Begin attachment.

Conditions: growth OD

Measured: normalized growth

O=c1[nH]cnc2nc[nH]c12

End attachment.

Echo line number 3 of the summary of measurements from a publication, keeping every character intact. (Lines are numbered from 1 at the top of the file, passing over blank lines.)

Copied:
O=c1[nH]cnc2nc[nH]c12